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Home Archive for category "Open Access"
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Ten Other Things You Might Not Have Known About 20th-Century Aboriginal History in Canada

If there was a weekly prize for active historians in Canada, Ian Mosby would have been last week’s winner. Canadian national news media (including print, radio, television, and web) prominently featured Dr. Mosby’s recently published Histoire Sociale/Social History article, “Administering Colonial Science: Nutrition Research and Human Biomedical Experimentation in Aboriginal Communities and Residential Schools, 1942-1952.” This

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Nature’s Past Live at University of Calgary: A Century of Parks Canada Book Launch

Nature’s Past, the Canadian environmental history podcast, will be recording a live round-table discussion with Claire Campbell and some of the contributors to a new edited collection called, A Century of Parks Canada, 1911-2011, on Monday, April 11th at the University of Calgary (MLT 909, 12pm to 2pm). This event will mark the launch of

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Oral History Forum Special Issue on Environmental History

Environmental historians with an interest in oral history research should check out the special issue of Oral History Forum that was recently published. Guest editors Alan MacEachern and Ryan O’Connor have assembled a fine collection of articles that reflect upon the practice of oral history methodologies in environmental history research. This should be an excellent

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Wikileaks and the History of Canada-US Relations

As many already know, the transparency activist website Wikileaks is in the process of publishing the text of about 250,000 US diplomatic cables this week. The revelations from the leaked cables range from the scandalous (and even criminal) to the mundane. But, like the previously released Afghanistan and Iraq war logs, these documents hold unique

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Whose Library? The University of Toronto Library Fee Fiasco

Should publicly-funded Canadian university libraries charge fees for use? Should graduate students from other Canadian universities have to pay those fees? These are the questions being raised by graduate students at York University in Toronto, Ontario who face a proposed new fee to use the library resources at the University of Toronto. Being a former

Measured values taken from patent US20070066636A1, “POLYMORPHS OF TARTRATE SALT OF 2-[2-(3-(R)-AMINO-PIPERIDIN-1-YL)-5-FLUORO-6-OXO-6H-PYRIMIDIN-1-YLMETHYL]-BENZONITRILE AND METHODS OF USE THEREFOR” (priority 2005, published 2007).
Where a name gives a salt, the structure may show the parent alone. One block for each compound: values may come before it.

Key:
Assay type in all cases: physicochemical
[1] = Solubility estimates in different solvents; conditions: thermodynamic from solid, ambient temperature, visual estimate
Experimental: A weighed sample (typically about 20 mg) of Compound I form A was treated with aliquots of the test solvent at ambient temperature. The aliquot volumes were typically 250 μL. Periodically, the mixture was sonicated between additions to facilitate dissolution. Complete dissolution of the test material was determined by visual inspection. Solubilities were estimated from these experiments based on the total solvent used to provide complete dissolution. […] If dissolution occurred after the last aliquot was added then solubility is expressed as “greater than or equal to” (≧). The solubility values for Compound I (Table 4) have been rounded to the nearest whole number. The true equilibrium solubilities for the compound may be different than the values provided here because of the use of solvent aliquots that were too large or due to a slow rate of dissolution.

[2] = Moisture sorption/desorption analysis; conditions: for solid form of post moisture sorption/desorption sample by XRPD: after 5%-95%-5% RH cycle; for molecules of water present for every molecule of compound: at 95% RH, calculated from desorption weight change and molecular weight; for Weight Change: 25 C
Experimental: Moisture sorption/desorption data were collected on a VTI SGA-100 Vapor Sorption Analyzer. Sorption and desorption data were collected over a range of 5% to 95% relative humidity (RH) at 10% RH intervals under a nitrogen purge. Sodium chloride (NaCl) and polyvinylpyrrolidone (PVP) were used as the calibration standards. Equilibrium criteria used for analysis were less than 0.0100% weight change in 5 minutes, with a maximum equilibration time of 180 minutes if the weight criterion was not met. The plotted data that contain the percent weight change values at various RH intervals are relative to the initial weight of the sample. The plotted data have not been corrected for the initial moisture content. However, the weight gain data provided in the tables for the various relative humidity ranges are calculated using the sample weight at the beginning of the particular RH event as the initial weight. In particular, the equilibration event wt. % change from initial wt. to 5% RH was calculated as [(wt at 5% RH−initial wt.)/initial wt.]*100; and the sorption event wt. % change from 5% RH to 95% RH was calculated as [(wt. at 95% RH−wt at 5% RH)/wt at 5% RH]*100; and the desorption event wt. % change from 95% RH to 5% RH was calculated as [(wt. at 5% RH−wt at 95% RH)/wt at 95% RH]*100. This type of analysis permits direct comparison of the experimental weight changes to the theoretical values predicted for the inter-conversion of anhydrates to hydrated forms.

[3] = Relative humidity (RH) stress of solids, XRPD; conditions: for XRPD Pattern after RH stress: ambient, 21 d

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Will Twitter Kill My Chance of Getting an Academic Job?

Remember a couple of years ago when there was a lot of discussion about employers using internet-based social networks, like Facebook and MySpace, to screen job applicants? We were advised to use these so-called Web 2.0 tools cautiously to avoid the possibility of a potential employer discovering embarrassing photos or inappropriate comments. But was this

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The Place to Start: Bailey's Open Access Bibliography

I really should have found this source sooner. Charles W. Bailey’s Open Access Bibliography: Liberating Scholarly Literature with E-Prints and Open Access Journals is the best place to start for historians (or anyone else) looking to learn about open access and scholarly publishing. According to the description of the book, it features citations for “1,300

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Public Knowledge Project Conference 2009: Reflections

As promised, I have put together some general reflections on the recent Public Knowledge Project conference held in Vancouver from July 8th-10th. I attended the conference as part of my work on the Notes on Knowledge Mobilization page on the NiCHE website. I went to the conference with the intention of doing a lot of

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PKP Conference Notes: Rowland Lorimer and a New Journal

Rowland Lorimer, director of the Canadian Centre for Studies in Publishing, announced the beginning of a new journal called Scholarly Research and Communication at the Public Knowledge Project conference this afternoon. Lorimer’s closing keynote for the conference was a pretty rousing tour of the history of scholarly publishing and the emergence of the major commercial

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PKP Conference Notes: The Economics of Open Access Publishing for Scholarly Communications

This morning, I attended a very interesting session on the economics of open access publishing for scholarly communications at the Public Knowledge Project conference in Vancouver. The session began with a presentation from Heather Morrison, who spoke about the broad ideas and macroeconomic view of open access publishing for scholarly journals. In particular, she made

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